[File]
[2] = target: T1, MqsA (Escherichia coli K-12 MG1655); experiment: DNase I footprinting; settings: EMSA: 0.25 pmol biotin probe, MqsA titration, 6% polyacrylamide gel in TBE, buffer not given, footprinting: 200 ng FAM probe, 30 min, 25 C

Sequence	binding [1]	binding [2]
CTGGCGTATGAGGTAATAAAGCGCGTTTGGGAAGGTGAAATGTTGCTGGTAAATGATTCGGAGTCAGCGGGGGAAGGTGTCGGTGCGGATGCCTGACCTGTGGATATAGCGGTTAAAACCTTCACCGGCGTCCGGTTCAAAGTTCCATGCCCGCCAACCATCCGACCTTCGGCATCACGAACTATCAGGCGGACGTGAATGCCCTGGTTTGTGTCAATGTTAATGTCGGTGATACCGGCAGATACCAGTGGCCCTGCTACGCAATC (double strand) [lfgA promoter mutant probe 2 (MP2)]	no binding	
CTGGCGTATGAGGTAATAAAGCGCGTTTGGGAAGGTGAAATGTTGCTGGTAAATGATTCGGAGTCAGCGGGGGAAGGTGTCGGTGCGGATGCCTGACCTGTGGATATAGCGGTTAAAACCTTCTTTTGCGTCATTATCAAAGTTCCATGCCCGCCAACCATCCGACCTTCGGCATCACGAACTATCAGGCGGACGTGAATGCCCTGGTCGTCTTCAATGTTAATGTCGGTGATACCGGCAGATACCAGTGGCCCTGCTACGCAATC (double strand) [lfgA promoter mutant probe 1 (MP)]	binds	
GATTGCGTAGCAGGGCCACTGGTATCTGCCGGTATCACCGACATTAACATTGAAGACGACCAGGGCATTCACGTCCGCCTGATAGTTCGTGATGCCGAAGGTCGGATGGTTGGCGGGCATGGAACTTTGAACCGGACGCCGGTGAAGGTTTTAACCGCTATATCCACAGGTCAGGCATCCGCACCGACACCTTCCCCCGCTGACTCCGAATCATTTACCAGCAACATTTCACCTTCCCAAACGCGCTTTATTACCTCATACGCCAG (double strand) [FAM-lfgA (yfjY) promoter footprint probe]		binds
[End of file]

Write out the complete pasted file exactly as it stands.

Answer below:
[2] = target: T1, MqsA (Escherichia coli K-12 MG1655); experiment: DNase I footprinting; settings: EMSA: 0.25 pmol biotin probe, MqsA titration, 6% polyacrylamide gel in TBE, buffer not given, footprinting: 200 ng FAM probe, 30 min, 25 C

Sequence	binding [1]	binding [2]
CTGGCGTATGAGGTAATAAAGCGCGTTTGGGAAGGTGAAATGTTGCTGGTAAATGATTCGGAGTCAGCGGGGGAAGGTGTCGGTGCGGATGCCTGACCTGTGGATATAGCGGTTAAAACCTTCACCGGCGTCCGGTTCAAAGTTCCATGCCCGCCAACCATCCGACCTTCGGCATCACGAACTATCAGGCGGACGTGAATGCCCTGGTTTGTGTCAATGTTAATGTCGGTGATACCGGCAGATACCAGTGGCCCTGCTACGCAATC (double strand) [lfgA promoter mutant probe 2 (MP2)]	no binding	
CTGGCGTATGAGGTAATAAAGCGCGTTTGGGAAGGTGAAATGTTGCTGGTAAATGATTCGGAGTCAGCGGGGGAAGGTGTCGGTGCGGATGCCTGACCTGTGGATATAGCGGTTAAAACCTTCTTTTGCGTCATTATCAAAGTTCCATGCCCGCCAACCATCCGACCTTCGGCATCACGAACTATCAGGCGGACGTGAATGCCCTGGTCGTCTTCAATGTTAATGTCGGTGATACCGGCAGATACCAGTGGCCCTGCTACGCAATC (double strand) [lfgA promoter mutant probe 1 (MP)]	binds	
GATTGCGTAGCAGGGCCACTGGTATCTGCCGGTATCACCGACATTAACATTGAAGACGACCAGGGCATTCACGTCCGCCTGATAGTTCGTGATGCCGAAGGTCGGATGGTTGGCGGGCATGGAACTTTGAACCGGACGCCGGTGAAGGTTTTAACCGCTATATCCACAGGTCAGGCATCCGCACCGACACCTTCCCCCGCTGACTCCGAATCATTTACCAGCAACATTTCACCTTCCCAAACGCGCTTTATTACCTCATACGCCAG (double strand) [FAM-lfgA (yfjY) promoter footprint probe]		binds